The inverse association between circulating DBP and risk of RCC support emerging evidence for an etiologic role of DBP in cancer.
There was a strong inverse association between circulating vitamin D–binding protein (DBP) and the risk for kidney cancer, according to the results of a recent nested case-control study.
The study supports the results of a prior nested case-control study conducted within the Alpha-Tocopherol Beta-Carotene Cancer Prevention (ATBC) study cohort that also found an inverse association between risk for renal cell carcinoma (RCC) and DBP status.
“Further study is required to determine if this association is causal and, if so, through what biological mechanisms,” wrote Alison M. Mondul, PhD, of the University of Michigan, and colleagues, in Cancer Epidemiology Biomarkers and Prevention. “Understanding the latter, and examining the association in diverse populations, could provide new insights into the etiology of kidney and other cancers.”
Mondul and colleagues sought to replicate the results of the ATBC study cohort. Using data from the American Cancer Society Cancer Prevention Study-II Nutrition Cohort, the researchers looked at any association between circulating DBP and RCC risk. The study included 87 patients with RCC who were matched to controls.
Those patients in the highest quartile for circulating DBP were younger, more likely to be female, and more likely to have never smoked. There was a strong inverse association between circulating DBP and risk for RCC (odds ratio [OR], 0.29; 95% CI, 0.09–0.91; P-trend = .02). This trend existed across quartiles, with participants with the highest DBP levels having a markedly decreased risk for RCC (Q1 vs Q2: OR, 0.93; Q1 vs Q3: OR, 0.42; Q1 vs Q4: OR, 0.33).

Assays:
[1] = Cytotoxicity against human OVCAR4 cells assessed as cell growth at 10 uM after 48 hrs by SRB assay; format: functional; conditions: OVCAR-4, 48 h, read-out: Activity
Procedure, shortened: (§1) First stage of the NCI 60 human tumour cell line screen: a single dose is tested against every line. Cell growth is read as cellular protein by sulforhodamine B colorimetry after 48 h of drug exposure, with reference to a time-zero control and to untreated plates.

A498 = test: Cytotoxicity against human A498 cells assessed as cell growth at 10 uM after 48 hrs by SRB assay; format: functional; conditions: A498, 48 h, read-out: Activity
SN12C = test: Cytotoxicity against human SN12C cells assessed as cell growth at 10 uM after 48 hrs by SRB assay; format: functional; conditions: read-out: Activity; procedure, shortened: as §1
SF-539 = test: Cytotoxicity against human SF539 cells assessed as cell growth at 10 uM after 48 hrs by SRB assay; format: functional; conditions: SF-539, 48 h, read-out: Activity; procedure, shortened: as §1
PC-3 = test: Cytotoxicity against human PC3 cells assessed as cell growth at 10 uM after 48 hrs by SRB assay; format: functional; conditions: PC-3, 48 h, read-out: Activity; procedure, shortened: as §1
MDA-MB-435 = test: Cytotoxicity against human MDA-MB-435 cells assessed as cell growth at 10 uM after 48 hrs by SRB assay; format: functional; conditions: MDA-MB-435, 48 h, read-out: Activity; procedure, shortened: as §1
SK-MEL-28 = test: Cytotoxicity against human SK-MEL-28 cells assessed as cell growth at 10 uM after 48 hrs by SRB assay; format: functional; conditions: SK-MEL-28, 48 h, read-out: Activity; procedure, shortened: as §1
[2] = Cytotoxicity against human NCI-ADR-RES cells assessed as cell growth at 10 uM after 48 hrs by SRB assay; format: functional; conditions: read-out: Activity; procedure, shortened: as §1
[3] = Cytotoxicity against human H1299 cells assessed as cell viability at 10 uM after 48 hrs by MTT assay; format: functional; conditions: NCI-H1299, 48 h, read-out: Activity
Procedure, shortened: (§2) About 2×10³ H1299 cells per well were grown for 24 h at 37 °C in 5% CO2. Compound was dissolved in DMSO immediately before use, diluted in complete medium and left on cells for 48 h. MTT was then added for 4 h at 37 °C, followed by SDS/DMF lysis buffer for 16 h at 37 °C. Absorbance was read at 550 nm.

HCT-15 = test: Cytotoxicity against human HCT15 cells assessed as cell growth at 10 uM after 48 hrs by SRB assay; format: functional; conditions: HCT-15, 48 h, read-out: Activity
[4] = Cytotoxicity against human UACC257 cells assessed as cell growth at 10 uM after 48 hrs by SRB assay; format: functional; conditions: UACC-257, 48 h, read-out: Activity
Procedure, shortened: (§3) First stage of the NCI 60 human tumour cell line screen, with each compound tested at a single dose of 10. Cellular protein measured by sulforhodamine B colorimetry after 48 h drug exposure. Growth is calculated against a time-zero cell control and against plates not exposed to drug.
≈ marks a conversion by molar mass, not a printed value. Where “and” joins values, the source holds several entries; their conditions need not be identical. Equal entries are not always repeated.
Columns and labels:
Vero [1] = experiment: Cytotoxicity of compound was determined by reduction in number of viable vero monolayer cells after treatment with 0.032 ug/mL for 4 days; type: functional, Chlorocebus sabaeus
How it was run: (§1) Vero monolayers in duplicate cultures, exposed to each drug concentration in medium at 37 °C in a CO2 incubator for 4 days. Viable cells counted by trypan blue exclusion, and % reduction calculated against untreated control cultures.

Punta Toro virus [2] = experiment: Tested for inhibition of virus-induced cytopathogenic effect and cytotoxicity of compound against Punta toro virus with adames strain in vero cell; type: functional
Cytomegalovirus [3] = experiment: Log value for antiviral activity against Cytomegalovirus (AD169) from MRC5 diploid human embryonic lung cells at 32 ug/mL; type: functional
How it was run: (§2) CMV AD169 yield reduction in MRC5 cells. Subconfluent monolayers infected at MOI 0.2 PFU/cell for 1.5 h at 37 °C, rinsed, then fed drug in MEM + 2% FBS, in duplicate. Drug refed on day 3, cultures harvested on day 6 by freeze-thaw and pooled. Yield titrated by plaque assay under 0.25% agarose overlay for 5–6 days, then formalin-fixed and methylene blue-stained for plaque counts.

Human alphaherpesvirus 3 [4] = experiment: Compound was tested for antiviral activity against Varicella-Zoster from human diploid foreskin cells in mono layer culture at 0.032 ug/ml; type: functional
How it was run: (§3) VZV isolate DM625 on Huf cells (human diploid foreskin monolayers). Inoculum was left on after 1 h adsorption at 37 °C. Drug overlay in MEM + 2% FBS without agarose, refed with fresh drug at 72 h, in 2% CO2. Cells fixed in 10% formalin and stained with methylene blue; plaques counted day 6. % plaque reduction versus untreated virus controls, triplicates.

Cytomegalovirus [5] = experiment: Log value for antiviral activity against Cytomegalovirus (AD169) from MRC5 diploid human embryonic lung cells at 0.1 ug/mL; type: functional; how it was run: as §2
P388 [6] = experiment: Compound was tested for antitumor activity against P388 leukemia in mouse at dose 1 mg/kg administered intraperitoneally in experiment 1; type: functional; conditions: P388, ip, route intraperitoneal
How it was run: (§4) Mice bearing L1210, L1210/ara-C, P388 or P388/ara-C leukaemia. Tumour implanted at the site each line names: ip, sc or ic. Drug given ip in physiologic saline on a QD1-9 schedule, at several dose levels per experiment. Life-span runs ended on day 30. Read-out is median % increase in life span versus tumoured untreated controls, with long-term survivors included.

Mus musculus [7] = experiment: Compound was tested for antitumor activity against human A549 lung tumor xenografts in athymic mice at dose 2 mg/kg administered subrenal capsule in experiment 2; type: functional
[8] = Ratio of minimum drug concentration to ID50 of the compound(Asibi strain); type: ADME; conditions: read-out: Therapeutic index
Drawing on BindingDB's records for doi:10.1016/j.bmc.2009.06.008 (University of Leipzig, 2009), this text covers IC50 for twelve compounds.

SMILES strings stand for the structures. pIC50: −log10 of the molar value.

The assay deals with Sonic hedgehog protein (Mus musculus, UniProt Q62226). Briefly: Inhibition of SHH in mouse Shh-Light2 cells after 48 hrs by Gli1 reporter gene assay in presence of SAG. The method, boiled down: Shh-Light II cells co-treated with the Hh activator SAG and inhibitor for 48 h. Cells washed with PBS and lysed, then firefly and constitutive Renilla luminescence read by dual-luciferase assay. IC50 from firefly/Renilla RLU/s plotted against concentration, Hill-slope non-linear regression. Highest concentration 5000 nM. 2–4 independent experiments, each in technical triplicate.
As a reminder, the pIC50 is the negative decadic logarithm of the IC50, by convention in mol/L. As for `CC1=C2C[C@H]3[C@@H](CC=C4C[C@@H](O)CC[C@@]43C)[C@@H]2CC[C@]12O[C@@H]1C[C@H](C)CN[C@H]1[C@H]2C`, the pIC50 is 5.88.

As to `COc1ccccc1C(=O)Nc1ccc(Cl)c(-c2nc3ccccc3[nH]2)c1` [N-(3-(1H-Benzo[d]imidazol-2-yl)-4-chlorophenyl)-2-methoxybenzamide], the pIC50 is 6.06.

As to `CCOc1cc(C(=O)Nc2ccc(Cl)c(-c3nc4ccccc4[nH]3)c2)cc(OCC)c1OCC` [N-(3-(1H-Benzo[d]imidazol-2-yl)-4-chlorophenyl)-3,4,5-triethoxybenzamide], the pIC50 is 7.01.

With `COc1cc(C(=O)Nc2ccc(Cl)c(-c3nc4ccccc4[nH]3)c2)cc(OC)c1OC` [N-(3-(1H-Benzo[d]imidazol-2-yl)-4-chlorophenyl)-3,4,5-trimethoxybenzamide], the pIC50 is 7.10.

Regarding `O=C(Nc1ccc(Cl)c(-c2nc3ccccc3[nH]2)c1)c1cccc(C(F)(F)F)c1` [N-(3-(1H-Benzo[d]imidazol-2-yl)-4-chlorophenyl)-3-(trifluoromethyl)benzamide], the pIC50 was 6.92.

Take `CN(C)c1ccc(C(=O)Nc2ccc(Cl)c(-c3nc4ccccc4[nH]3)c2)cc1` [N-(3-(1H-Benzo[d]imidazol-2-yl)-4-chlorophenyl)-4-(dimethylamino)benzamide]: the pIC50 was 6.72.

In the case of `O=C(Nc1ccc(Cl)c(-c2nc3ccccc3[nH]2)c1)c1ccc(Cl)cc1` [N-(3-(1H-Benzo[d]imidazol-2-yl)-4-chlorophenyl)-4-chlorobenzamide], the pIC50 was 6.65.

The researchers noted that results from the ATBC study were among male smokers in Finland, making generalizability to a US population unknown. However, these latest results from a mostly white US population that included women and nonsmokers, “suggest that the inverse association between DBP and kidney cancer is generalizable to these populations.”
No associations between RCC risk and sex, smoking, supplemental vitamin D use, family history of cancer, and body mass index were observed.
As an explanation for why circulating DBP might affect RCC risk, Mondul and colleagues wrote that prior research “suggests that the biologic mechanism through which DBP influences risk of kidney cancer may be unrelated to its canonical role in vitamin D status and transport.”
“DBP has other biologic actions that may play an important role in carcinogenesis and cancer progression, such as it being the parent molecule for DBP-macrophage activating factor, which has been shown to induce apoptosis as well as reduce proliferation and migration of cancer cells in vitro, and inhibit cancer in animal models,” they wrote.
The researchers also suggested that reverse causality was one possible explanation for the results.
“That is, undiagnosed renal malignancies with disrupted physiology would incompletely resorb DBP and lead to decreased concentrations in circulation,” the researchers wrote. “However, our results were essentially identical when cases diagnosed within one year of blood collection were excluded from the analysis, arguing against reverse causality as the basis for our findings.”
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